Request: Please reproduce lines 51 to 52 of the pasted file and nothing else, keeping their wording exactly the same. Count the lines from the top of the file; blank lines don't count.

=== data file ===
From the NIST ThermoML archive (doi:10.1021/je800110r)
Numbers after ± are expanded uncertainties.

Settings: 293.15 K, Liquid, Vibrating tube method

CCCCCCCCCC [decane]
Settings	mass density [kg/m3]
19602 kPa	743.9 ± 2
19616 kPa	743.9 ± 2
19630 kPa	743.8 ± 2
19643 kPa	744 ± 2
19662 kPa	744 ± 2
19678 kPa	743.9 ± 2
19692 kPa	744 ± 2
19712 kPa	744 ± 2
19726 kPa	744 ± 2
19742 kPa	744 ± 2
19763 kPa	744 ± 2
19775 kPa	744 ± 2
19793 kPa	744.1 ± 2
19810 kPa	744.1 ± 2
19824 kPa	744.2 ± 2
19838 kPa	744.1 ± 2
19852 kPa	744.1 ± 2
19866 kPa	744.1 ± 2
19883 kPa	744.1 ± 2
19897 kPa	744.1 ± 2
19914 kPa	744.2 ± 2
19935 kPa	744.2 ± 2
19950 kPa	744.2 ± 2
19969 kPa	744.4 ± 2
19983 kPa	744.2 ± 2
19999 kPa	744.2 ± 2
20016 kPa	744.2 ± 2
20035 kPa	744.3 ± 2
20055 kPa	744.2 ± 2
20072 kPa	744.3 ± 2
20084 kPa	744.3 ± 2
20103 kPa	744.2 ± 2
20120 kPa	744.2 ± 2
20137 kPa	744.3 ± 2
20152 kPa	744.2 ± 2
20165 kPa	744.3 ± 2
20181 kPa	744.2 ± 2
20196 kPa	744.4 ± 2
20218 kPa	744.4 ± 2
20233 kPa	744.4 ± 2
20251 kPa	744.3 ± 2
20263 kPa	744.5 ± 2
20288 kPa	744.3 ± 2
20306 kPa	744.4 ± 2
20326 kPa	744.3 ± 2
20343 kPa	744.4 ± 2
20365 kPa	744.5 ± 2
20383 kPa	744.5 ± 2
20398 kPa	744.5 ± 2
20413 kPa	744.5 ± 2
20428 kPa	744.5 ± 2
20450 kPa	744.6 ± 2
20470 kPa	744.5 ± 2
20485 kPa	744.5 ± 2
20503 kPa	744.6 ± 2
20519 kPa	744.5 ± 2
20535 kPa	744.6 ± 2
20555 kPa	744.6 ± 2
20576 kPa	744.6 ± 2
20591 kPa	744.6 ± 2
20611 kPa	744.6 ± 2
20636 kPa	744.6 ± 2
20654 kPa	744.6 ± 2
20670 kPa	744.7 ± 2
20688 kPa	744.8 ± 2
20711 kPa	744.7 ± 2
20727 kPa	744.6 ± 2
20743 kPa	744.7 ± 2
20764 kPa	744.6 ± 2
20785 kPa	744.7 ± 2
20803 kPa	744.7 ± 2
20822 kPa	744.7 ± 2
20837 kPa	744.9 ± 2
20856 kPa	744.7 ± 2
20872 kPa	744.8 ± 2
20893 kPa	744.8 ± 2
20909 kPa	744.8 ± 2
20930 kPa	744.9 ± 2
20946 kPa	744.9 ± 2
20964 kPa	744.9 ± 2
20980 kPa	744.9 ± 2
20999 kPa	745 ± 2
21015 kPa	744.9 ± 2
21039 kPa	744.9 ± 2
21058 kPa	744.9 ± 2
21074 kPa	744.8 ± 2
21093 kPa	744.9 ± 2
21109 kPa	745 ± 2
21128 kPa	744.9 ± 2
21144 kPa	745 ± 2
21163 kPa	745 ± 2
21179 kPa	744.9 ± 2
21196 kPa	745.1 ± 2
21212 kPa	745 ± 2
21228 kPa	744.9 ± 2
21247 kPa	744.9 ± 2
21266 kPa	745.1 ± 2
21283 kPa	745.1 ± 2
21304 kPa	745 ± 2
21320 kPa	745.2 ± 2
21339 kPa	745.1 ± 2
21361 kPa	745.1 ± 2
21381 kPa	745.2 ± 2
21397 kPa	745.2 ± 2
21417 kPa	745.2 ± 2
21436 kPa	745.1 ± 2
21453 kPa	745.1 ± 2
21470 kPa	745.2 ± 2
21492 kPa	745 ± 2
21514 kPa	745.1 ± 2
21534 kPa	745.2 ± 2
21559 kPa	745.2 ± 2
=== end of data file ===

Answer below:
20343 kPa	744.4 ± 2
20365 kPa	744.5 ± 2